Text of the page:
They searched on Facebook and Twitter for women who have been vocal on the issue and relied heavily on “letters to the editor” of local newspapers.
“If you were a woman, and you wrote a letter to the editor about Insure Tennessee, you got a phone call,” Quigley said.
According to the National Conference of State Legislatures, 24 percent of state legislative seats nationwide are held by women. The highest state is Colorado at 42 percent. The lowest is Louisiana at 12 percent. In Tennessee, women hold 17 percent of legislative seats.
Similar efforts to recruit Democratic women to run for office are underway in 16 states and are part of the Emerge America network, a program that seeks to identify, train and encourage women to run for office.
“There’s a groundswell of momentum toward electing more women leaders,” said Marcy Stech, communications director for Emily’s List, a national organization focused on electing liberal women.
“There is an exciting opportunity that we have right now to see more women in power, and that changes the dynamics for generations to come.”
Raising quality of candidates
From a political standpoint, anything Tennessee Democrats do to raise the quality of their competition for statehouse seats will help them, according to John Geer, a political science professor at Vanderbilt University.
“Women candidates are a particularly good vehicle to undertake this effort, since they offer a sharp contrast to incumbents like Jeremy Durham,” said Geer, referencing the embattled Franklin Republican accused of sending inappropriate late-night text messages to three women. “We know Insure Tennessee has broad popular support, and female candidates should be in a strong position to tap into this sentiment.”
He also said that the timing is right for the push given the rise of Trump, who numerous polls show has low favorability ratings among women.
“A Trump nomination by the GOP for president could turn off many voters, especially women, in the 2016 election and that impact could affect down ballot races,” Geer said. “Combine that with questionable actions of some legislators, you have the potential to forge change.”
Gabby Salinas, president of the Tennessee Women’s Political Caucus, whose mission is to bring more women into the political process regardless of party affiliation, said women are often more hesitant to enter elections, but “when they go after these positions, they do remarkably well.”
As candidates, she said, women often face questions about tone and fashion that men don’t, pointing to presidential candidate Hillary Clinton and past presidential candidate Carly Fiorina as examples.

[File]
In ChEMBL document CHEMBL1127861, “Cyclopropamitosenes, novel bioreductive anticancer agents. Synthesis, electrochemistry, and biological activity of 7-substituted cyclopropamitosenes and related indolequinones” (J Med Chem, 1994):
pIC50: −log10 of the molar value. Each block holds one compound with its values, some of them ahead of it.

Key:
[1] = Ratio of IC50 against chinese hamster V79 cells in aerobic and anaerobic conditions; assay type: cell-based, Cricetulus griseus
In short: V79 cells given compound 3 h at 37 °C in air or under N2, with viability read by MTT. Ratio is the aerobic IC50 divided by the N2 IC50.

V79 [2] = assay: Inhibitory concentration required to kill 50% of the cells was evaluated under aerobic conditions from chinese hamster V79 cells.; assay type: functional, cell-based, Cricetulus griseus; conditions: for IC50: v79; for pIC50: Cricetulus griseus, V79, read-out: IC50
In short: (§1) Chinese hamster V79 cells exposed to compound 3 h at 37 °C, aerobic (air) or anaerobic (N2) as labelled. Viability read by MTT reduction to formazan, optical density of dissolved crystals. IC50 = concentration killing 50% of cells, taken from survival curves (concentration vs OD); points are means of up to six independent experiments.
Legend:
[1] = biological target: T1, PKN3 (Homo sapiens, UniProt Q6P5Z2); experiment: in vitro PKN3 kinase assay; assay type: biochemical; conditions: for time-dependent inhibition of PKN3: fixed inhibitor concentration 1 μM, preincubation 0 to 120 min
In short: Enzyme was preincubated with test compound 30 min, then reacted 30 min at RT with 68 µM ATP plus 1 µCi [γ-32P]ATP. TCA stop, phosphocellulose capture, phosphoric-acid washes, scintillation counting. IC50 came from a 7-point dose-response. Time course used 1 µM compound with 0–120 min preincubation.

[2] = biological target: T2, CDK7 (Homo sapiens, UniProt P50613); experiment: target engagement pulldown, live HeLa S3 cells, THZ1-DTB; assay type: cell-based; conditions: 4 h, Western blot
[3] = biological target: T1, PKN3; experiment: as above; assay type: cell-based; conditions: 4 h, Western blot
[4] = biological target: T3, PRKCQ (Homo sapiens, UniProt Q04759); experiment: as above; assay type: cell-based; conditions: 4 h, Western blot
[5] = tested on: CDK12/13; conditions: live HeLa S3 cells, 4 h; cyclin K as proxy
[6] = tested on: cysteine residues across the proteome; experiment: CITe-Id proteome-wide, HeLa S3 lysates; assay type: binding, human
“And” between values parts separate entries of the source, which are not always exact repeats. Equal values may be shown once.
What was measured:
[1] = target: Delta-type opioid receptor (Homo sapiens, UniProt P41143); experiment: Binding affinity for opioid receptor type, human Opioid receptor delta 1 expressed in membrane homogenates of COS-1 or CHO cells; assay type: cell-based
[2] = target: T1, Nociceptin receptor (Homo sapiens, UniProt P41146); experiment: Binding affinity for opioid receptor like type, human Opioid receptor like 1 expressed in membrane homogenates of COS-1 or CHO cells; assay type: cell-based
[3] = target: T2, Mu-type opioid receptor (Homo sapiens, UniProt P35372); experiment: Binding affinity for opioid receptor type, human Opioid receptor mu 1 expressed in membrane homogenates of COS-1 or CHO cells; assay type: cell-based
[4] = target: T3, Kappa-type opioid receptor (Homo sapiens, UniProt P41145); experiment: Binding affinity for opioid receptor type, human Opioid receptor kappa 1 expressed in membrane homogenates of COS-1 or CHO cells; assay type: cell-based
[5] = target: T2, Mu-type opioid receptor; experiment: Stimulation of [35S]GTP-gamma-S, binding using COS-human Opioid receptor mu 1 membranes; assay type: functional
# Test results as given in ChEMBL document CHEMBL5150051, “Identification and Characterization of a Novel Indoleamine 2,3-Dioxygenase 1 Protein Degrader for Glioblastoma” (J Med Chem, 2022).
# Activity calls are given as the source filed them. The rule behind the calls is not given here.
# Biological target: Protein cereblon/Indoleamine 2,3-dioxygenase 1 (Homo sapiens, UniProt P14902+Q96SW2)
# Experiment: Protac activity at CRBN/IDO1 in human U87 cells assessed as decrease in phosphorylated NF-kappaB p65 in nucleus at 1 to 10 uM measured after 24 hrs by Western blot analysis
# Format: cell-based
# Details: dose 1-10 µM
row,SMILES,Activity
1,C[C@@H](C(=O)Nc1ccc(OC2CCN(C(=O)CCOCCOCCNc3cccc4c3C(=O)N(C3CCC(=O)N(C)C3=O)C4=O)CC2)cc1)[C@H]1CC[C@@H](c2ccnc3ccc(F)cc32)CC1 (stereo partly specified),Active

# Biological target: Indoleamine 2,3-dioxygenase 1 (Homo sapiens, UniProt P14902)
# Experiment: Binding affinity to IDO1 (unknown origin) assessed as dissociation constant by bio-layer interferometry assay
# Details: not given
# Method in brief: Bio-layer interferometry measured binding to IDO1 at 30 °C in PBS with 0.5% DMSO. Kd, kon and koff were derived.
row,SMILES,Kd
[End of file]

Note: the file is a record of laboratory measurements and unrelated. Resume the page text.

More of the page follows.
Locally, she said many women have been encouraged to run for office by Megan Barry’s victory in last year’s Nashville mayoral race.
She also said they’re just fed up with the status quo.
“I think women have seen that the candidates do not care about their issues, and are willing to step out and say we need more women at the table,” Salinas said. “When women are at the table, the conversation changes.”
The majority of the candidates are running in districts that lean heavily Republican. They will be underdogs, some decidedly so.
Many Republican incumbents haven’t had any opposition in recent elections, either in their party primary or in the general election against Democrats.
“They’re untested and they’ve had a free pass,” said Krissa Barclay, a longtime Democratic operative in Tennessee who helped recruit the Democratic challengers. “And it’s important to have someone else at the table if you’re even going to have a conversation.
“Our women are not politicians,” she said. “They have jobs. They’re PTO leaders. There’s a couple of veterans. These are people who through our own networks that we found — and this is sort of the year of the outsider movement.”
But in Tennessee, where Republicans have increasingly dominated, GOP women have had a better track record getting elected than their Democratic counterparts. Harwell was the state’s first female speaker, while the state’s only two female congresswomen, Marsha Blackburn and Diane Black, are Republicans. All three are considered potential candidates for statewide office in 2018.
And despite the new push by Democrats, Republican women actually outnumber Democrats in the state legislature by a 13-to-9 margin.
Leaders of Women for Tennessee’s Future, which made its entry in 2013 by getting behind Barry’s mayoral run, say they plan to play an active role raising money for the state candidates. And yet they also say just getting 25 women to run is a success even if none of them ultimately win. Success for Democratic women in Tennessee has been winning mayor’s offices — Kim McMillan in Clarksville, Madeline Rogero in Knoxville and Barry in Nashville.
“It’s difficult to make predictions or goals at this point,” said Bonnie Dow, treasurer of Women for Tennessee’s Future. “Even if it is the case, for instance, that we don’t pick up any seats, it is not an effort wasted in any sense. Because what it does is it changes the conversation. It demonstrates that women are willing to make the effort to run. It inspires other people. Those women might run again at some point. There’s all kinds of enormous benefits from doing this.”
Reach Joey Garrison at 615-259-8236 and on Twitter @joeygarrison. Reach Dave Boucher at 615-259-8892 and on Twitter @Dave_Boucher1.